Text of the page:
I'm having difficulty applying an ACL to a Dialer Interface on an 861W, where all traffic is being denied and appears to be a NAT issue, but not sure how to resolve it.
The 861 is configured with a Dialer Interface which essentially utilises the FastEthernet4 connection, which is in turn connected to an ADSL Modem operating in Full Bridge Mode.
Whilst NAT and traffic flow etc appears to be operating correctly without an ACL, when adding an inbound one to the Dialer Interface(Which is configured as an Outside Interface), all traffic seems to be denied. When inspecting the logs the source and destination addresses/ports appear to be reversed?
e.g. External_To_Internal_ACL denied tcp 188.8.131.52(80) -> 184.108.40.206(3201)
Relevant configuration parameters are
pppoe-client dial-pool-number 1
ip address 192.168.50.7 255.255.255.0
ip access-group Internal_To_External_ACL in
ip nat inside
ip policy route-map NAT_RM
ip inspect Extnl-Intnl-CBAC in
ip nat outside
route-map NAT_RM permit 10
match ip address NAT_RM_ACL
set ip next-hop 172.16.255.2
ip address 172.16.255.1 255.255.255.0
ip access-list extended Internal_To_External_ACL
permit tcp any any establishedip inspect name Extnl-Intnl-CBAC tcp
Adding an ip inspect Extnl-Intnl-CBAC Out to the dialer interface seems to resolve this issue to a degree(But not for all traffic..)
Any help figuring out how to get an ACL applied to the External Interface correctly would be appreciated as this is a bit over my head technically..
Are you trying to block all inbound traffic towards the dialer interface? So your router will only be allowing outbound traffic?
If the above statement is correct, here is what you would need to configure:
ip inspect Extnl-Intnl-CBAC in
access-list 105 deny ip any any
ip access-group 105 in
You would need to remove the existing ACL applied on VLAN 1, and also remove existing ip inspect applied on Dialer1 interface.
Hope that helps.
Thanks for the suggestion Jenifer.
Whilst this does provide something that functions, we were already aware that adding the CBAC to the VLAN Interface to a degree resolves the way the ACL's behave on this interface. The plan is to limit Inbound traffic
The reason we have been trying to move away from this VLAN/CBAC configuration is that we have found the 861 just didn't appear to handle inspecting multiple CBAC's. Seemed to cope OK with UDP and TCP but with HTTP and HTTPS it had a serious degradation to customers web browsing performance.
Ar e you aware of any other way to achieve this without utilising CBAC on this VLAN interface? I cannot help but think we should be able to get traffic inspected and ACL'd without the use of these, but I have limited experience in this space.
If you find that HTTP and HTTPS performance are degraded using CBAC, then you can remove the inspection for HTTP and HTTPS, and just have the generic inspection which would provide more security than just a pure ACL without CBAC.
You can just configure the following CBAC list:
ip inspect name Extnl-Intnl-CBAC tcp
ip inspect name Extnl-Intnl-CBAC udp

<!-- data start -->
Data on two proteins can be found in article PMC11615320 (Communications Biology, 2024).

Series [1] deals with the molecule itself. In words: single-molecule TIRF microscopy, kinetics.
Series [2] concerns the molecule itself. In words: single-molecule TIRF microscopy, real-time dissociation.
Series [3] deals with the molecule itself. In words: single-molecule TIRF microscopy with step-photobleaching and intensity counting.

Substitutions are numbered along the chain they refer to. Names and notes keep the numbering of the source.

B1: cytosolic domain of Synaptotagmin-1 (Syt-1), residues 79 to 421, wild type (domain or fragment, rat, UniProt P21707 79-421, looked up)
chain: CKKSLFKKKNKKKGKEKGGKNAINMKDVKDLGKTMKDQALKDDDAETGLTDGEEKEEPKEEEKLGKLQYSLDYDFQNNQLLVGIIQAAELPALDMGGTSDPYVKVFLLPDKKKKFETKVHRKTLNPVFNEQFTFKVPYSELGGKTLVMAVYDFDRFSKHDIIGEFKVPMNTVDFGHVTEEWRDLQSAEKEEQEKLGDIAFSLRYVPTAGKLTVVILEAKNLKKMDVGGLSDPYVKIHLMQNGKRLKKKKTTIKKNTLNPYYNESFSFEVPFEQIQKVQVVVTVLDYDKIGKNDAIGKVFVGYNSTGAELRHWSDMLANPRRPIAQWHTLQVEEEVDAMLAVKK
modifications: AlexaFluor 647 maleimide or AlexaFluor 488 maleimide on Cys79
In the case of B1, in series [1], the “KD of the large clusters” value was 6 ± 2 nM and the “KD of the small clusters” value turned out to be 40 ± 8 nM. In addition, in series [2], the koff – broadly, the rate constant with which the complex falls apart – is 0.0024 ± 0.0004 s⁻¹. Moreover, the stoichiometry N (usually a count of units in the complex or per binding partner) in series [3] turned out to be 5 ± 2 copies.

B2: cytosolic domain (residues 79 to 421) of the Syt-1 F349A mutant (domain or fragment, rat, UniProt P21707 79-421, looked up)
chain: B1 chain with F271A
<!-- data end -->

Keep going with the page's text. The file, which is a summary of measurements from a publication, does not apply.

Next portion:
ip inspect name Extnl-Intnl-CBAC time
ip inspect name Extnl-Intnl-CBAC ntp
ip inspect name Extnl-Intnl-CBAC ftp
ip inspect name Extnl-Intnl-CBAC dns
ip inspect name Extnl-Intnl-CBAC icmp
which will still provide better security than just ACL.
Sorry for the delay have been "Trying" some options around using CBAC on various interfaces to resolve some of these issues.
We have ended up utilising an option of only CBAC inspecting outbound traffic on the external Interface, which works and there are no apparant issues with traffic flow, but we are still getting some traffic that appears to not be properly tracked through the router/firewall correctly... At the moment the External Interface Inbound ACL is picking this up... e.g.
External_To_Internal_ACL denied tcp 220.127.116.11(80) -> 18.104.22.168(62842)
These are the CBAC rules that are applied at the moment..
ip inspect name EXTNL_CBAC tcp
ip inspect name EXTNL_CBAC https
ip inspect name EXTNL_CBAC udp
ip inspect name EXTNL_CBAC time
ip inspect name EXTNL_CBAC ntp
ip inspect name EXTNL_CBAC ftp
ip inspect name EXTNL_CBAC dns
ip inspect name EXTNL_CBAC icmp
I suspect what happens is that if the CBAC can track the traffic within it's "Capabilities", then the router and ACL's etc will operate as expected. If not then your going to have the issues we are experiencing(Although outside what appears to be bogus log entries these don't impact things working..)
The issue we have is that we check these ACL denied logs and having to take the approach of they could be real , they could be bogus, makes for a less than professional approach to firewall management.
We have also had issues with the CBAC rules "Breaking" legitimate traffic, which is what I suspect we have not included HTTP in the above list
Is there a Cisco best practise document for using CBAC in a router/firewall and specifically in relation to perhaps both ACL's and NAT? It seems to me lots of people have issues around this area, that Cisco could help by publishing a document like this(If they haven't already..)
Cheers again for any help that can be provided...